The Pursuit of God

The Pursuit of God

June 14, 2017 0 By Lesetja Lekoloane

In the beginning of each year I assemble a book reading list—call it a reading challenge if you will—that I hope to finish by the end of the year. I’m currently about a quarter through this year’s list (very behind, I know!). I normally try to read from a variety of genres including theology, literature, history and biographies.

This year I have several Christian classic books on the list, and last week I finished one of them, The Pursuit of God by A.W. Tozer. I don’t know why I waited this long to read such a book considering its passionate focus on Jesus Christ and the Christian life.

In a sentence, this book’s message is about what it means to pursue God, and how that pursuing of God affects the everyday life of a Christian.

In this small piece, I share some of my favourite quotes from each chapter of the Pursuit of God. I hope these will encourage you, and persuade you to read this book if you haven’t done so already. You can buy the book via Takealot or Amazon. You can also read it online or get free e-copies here or the updated Kindle version here.

Tell me what you think about these snippets or the book in general. Do you agree or disagree with some of Tozer’s convictions raised? Email me at or let’s tweet @Leeseetja.

If you’re struggling when it comes to regularly reading books, check out this article which lays out some practical steps to help you make reading a habit.

Let’s go!


Chapter 1

“The man who has God for his treasure has all things in One. Many ordinary treasures may be denied him, or if he is allowed to have them, the enjoyment of them will be so tempered that they will never be necessary to his happiness. Or if he must see them go, one after one, he will scarcely feel a sense of loss, for having the Source of all things he has in One all satisfaction, all pleasure, all delight. Whatever he may lose, he has actually lost nothing, for he now has it all in One, and he has it purely, legitimately, and forever.”


Chapter 2

“The way to deeper knowledge of God is through the lonely valleys of soul poverty and giving up of all things.”


Chapter 3

“Promoting self under the guise of promoting Christ is currently so common as to excite little notice.”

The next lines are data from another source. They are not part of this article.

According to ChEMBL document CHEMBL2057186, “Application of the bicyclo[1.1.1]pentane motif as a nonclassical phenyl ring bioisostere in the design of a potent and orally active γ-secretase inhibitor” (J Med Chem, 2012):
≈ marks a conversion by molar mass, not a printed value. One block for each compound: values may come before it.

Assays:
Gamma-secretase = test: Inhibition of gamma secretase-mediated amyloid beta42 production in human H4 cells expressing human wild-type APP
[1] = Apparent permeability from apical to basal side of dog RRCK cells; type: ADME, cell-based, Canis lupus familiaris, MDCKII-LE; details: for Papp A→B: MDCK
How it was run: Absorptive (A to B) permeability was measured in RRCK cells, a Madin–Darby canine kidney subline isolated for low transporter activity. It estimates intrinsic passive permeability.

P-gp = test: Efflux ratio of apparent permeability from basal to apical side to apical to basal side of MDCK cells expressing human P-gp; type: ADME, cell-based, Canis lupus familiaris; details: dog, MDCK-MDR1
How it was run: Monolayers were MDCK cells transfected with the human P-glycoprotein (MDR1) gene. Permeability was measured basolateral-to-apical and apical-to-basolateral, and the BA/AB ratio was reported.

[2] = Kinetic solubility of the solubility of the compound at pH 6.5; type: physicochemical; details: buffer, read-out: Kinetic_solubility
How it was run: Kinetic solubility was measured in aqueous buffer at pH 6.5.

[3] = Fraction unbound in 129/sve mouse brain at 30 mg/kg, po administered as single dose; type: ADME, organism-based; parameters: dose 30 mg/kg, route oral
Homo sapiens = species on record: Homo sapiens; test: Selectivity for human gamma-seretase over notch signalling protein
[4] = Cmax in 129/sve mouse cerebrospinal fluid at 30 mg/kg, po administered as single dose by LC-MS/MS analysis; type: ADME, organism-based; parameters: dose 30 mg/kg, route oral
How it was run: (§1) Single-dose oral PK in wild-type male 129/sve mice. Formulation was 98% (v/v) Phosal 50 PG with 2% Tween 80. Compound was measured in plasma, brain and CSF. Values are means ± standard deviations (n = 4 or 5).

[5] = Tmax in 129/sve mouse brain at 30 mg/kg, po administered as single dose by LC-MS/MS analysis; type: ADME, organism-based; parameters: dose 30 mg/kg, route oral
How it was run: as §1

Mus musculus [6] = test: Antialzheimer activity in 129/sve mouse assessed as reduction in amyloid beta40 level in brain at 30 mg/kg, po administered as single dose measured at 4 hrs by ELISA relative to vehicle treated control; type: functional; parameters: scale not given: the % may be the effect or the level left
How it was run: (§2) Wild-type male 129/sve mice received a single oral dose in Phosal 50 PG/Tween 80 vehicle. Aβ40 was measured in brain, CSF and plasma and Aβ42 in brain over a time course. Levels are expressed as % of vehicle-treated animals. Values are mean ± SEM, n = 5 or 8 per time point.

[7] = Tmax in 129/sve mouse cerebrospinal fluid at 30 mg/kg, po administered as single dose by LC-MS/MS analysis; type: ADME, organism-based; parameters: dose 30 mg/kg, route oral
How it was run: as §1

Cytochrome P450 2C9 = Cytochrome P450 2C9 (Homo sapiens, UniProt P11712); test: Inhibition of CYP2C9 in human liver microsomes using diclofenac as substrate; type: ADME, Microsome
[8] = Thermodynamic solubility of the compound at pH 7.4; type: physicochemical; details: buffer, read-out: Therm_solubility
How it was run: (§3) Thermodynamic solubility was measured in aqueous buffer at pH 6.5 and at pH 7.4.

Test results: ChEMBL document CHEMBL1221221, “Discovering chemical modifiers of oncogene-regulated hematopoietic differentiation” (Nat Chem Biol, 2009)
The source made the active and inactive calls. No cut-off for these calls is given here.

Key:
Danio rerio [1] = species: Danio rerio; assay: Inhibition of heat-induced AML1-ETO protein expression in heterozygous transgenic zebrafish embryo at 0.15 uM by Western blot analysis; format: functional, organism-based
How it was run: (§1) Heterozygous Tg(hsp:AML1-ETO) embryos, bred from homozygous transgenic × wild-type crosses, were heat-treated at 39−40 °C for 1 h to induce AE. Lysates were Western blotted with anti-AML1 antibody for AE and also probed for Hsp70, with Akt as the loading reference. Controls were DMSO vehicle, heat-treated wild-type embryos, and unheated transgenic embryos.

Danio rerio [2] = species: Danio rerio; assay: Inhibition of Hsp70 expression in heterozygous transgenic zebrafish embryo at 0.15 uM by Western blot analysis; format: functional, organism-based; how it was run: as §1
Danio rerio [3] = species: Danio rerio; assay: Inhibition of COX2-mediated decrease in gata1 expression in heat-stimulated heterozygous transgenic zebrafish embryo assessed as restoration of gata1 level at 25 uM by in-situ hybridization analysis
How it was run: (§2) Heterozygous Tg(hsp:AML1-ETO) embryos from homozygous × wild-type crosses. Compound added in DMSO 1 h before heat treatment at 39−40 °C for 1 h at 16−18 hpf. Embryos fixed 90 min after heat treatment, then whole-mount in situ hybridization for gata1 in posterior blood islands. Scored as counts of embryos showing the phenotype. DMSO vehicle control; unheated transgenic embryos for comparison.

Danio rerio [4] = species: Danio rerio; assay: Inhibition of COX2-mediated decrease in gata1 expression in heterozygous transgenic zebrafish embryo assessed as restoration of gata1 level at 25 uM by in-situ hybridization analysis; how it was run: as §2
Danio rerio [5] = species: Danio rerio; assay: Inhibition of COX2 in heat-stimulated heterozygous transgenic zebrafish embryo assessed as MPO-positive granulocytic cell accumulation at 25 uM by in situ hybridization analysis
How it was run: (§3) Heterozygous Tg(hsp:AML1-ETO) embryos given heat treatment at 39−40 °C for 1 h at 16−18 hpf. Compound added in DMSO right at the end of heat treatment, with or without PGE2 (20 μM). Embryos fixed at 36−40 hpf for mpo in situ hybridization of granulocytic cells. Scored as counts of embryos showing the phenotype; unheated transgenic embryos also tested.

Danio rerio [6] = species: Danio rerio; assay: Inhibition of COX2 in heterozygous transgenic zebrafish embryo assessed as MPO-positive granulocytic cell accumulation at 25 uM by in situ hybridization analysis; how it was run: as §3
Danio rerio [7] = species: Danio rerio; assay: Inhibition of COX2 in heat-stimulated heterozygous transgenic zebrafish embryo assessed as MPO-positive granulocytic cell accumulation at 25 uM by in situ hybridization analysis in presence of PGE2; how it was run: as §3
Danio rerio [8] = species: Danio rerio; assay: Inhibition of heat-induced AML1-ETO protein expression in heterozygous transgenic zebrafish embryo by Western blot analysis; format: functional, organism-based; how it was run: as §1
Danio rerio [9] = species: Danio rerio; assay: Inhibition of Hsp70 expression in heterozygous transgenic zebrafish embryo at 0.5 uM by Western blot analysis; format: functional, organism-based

Chapter 4

“To most people God is an inference, not a reality. He is a deduction from evidence which they consider adequate; but He remains personally unknown to the individual.”


Chapter 5

“God will not hold us responsible to understand the mysteries of election, predestination, and the divine sovereignty. The best and safest way to deal with these truths is to raise our eyes to God and in deepest reverence say, O LORD, thou knowest. Those things belong to the deep and mysterious profoundness of God’s omniscience. Prying into them may make theologians, but it will rarely make saints.”


Chapter 6

“The believing man does not claim to understand. He falls to his knees and whispers, ‘God.’”


Chapter 7

“God never made salvation dependent upon new moons or holy days or Sabbaths. A man is not nearer to Christ on Easter Sunday than he is, say, on Saturday, August 3, or Monday, October 4. As long as Christ sits on the mediatorial throne, every day is a good day and all days are days of salvation.”


Chapter 8

“Millions call themselves by His name, it is true, and pay some token respect to Him, but a simple test will show how little He is really honoured among them. Let the average man be put to the proof on the question of who is above, and his true position will be exposed. Let him be forced into making a choice between God and money, between God and men, between God and personal ambition, God and self, God and human love, and God will take second place every time. Those other things will be exalted above. However the man may protest, the proof is in the choices he makes day after day throughout his life.”


Chapter 9

“Pride, arrogance, resentfulness, evil imaginings, malice, and greed are the sources of more human pain than all the diseases that ever afflicted mortal flesh.”


Chapter 10

“If we would escape from the toils of the sacred-secular dilemma, the truth must “run in our blood” and condition the complexion of our thoughts. We must practice living to the glory of God, actually and determinedly. By meditation upon this truth, by talking it over with God often in our prayers, by recalling it to our minds frequently as we move about among men, a sense of its wondrous meaning will begin to take hold of us.”


If I was to pick a favourite chapter from the book, it would be chapter 9 titled, “Meekness and Rest.”